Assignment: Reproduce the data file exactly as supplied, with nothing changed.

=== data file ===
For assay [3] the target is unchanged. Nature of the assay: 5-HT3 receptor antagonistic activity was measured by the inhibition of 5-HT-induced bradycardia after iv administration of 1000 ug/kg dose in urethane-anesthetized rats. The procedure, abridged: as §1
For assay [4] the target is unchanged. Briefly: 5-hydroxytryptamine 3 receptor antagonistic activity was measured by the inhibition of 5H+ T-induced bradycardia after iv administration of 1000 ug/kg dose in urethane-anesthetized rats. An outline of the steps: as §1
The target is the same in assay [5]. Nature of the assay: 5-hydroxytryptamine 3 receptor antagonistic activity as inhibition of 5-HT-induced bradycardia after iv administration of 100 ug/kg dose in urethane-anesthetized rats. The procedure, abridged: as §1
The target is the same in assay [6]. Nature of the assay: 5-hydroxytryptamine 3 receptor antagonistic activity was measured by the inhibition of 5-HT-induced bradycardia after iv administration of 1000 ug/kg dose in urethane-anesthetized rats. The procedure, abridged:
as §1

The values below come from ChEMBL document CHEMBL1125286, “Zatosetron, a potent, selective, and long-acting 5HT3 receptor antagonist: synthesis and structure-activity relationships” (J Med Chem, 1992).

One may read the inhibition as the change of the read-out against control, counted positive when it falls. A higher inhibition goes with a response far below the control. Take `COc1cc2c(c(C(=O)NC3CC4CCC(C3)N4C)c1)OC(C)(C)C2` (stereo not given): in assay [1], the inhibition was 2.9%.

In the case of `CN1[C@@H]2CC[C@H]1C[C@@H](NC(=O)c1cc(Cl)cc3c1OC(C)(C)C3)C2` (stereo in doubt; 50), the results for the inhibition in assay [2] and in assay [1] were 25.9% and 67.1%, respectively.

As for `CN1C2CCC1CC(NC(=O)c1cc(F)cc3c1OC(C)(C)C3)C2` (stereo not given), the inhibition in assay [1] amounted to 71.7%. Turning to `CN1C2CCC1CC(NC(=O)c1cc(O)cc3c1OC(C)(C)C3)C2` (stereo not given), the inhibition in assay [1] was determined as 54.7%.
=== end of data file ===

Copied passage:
For assay [3] the target is unchanged. Nature of the assay: 5-HT3 receptor antagonistic activity was measured by the inhibition of 5-HT-induced bradycardia after iv administration of 1000 ug/kg dose in urethane-anesthetized rats. The procedure, abridged: as §1
For assay [4] the target is unchanged. Briefly: 5-hydroxytryptamine 3 receptor antagonistic activity was measured by the inhibition of 5H+ T-induced bradycardia after iv administration of 1000 ug/kg dose in urethane-anesthetized rats. An outline of the steps: as §1
The target is the same in assay [5]. Nature of the assay: 5-hydroxytryptamine 3 receptor antagonistic activity as inhibition of 5-HT-induced bradycardia after iv administration of 100 ug/kg dose in urethane-anesthetized rats. The procedure, abridged: as §1
The target is the same in assay [6]. Nature of the assay: 5-hydroxytryptamine 3 receptor antagonistic activity was measured by the inhibition of 5-HT-induced bradycardia after iv administration of 1000 ug/kg dose in urethane-anesthetized rats. The procedure, abridged:
as §1

The values below come from ChEMBL document CHEMBL1125286, “Zatosetron, a potent, selective, and long-acting 5HT3 receptor antagonist: synthesis and structure-activity relationships” (J Med Chem, 1992).

One may read the inhibition as the change of the read-out against control, counted positive when it falls. A higher inhibition goes with a response far below the control. Take `COc1cc2c(c(C(=O)NC3CC4CCC(C3)N4C)c1)OC(C)(C)C2` (stereo not given): in assay [1], the inhibition was 2.9%.

In the case of `CN1[C@@H]2CC[C@H]1C[C@@H](NC(=O)c1cc(Cl)cc3c1OC(C)(C)C3)C2` (stereo in doubt; 50), the results for the inhibition in assay [2] and in assay [1] were 25.9% and 67.1%, respectively.

As for `CN1C2CCC1CC(NC(=O)c1cc(F)cc3c1OC(C)(C)C3)C2` (stereo not given), the inhibition in assay [1] amounted to 71.7%. Turning to `CN1C2CCC1CC(NC(=O)c1cc(O)cc3c1OC(C)(C)C3)C2` (stereo not given), the inhibition in assay [1] was determined as 54.7%.